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New metric takes a crack at solving science’s credibility problem

4 October 2017

But the R-factor, which quantifies the success of attempts to replicate a given study, already faces criticism.

A newly proposed, citation-based metric assesses the veracity of scientific claims by evaluating the outcomes of subsequent replication attempts. Introduced in an August bioRxiv preprint by researchers at the for-profit firm Verum Analytics, the R-factor was developed in response to long-standing concerns about the lack of reproducibility in biomedicine and the social sciences. Yet the measure, which its creators also plan to apply to physics literature, has already triggered concerns among researchers for its relatively simple approach to solving a complex problem.

R-factors are calculated from what Verum director of research Sean Rife and his colleagues call golden citations, which reference manuscripts that directly replicate a particular study. (The vast majority of citations—about 95%—just mention other papers.) A paper’s R-factor is the number of confirmatory golden citations divided by the sum of confirmatory and refuting golden citations. The more reproducible a study is, the closer its R-factor is to 1.

In their paper, Rife and colleagues calculated R-factors of three cancer papers that were recently evaluated in the cancer biology reproducibility project, an initiative that aims to replicate the results of 53 high-profile cancer papers. The authors found that one study reporting inhibition of tumors in mice due to certain antibodies—which had been refuted by a repeat study in the reproducibility project—had a high R-factor of 0.8818. (The subscript number represents the total number of replication studies in the literature.) “A single failed replication doesn’t necessarily tell you that much,” Rife says. Evaluating all instances in which an attempt was made to replicate a finding, he says, is much more telling.

Additionally, the authors scanned more than 12 000 excerpts that cite other papers, judging them as confirming, refuting, mentioning, or unsure. Ultimately the aim is to build a database of around 200 000 sorted texts, including physics and math preprints from the arXiv, that would be used to train an algorithm to do the classification autonomously.

Although it takes on a critical flaw in modern science, the new metric has drawn plenty of criticism. Pseudonymous science blogger Neuroskeptic, who was one of the first to report on R-factors, writes that the metric fails to account for the fact that positive results are submitted and selected for publication more often than negative ones.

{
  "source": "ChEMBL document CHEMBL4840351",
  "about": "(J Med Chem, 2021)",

Another caveat is the tool’s simplicity, says Adam Russell, an anthropologist and program manager at the Defense Advanced Research Projects Agency who has called for solutions to improve the credibility of social and behavioral sciences research. “History suggests that simple metrics are unlikely to address the multifaceted problems that have given rise to these crises of reproducibility, in part because simple metrics are easier to game,” Russell says. Verum’s Rife, however, says R-factors are less susceptible to gaming than existing metrics are.

Marcel van Assen, a statistician at Tilburg University in the Netherlands, says the R-factor approach is similar to a procedure in meta-analyses called vote counting, which has “long been discarded because it is suboptimal and misleading.” He concludes that the R-factor “is more like two steps backward rather than one forward.”

Sabine Hossenfelder, a theoretical physicist at the Frankfurt Institute for Advanced Studies in Germany, says R-factors will be of limited use in much of the physical sciences. “In theoretical physics, results don’t usually get reproduced in an organized way,” she says. “If a result is being used, that means the user thinks it’s correct, but it might be correct in an entirely different context as originally envisioned.” Although the intentions behind the R-factor are good, Hossenfelder says, she doesn’t expect it to work in practice.

Thumbnail photo credit: Amitchell125, CC BY-SA 3.0

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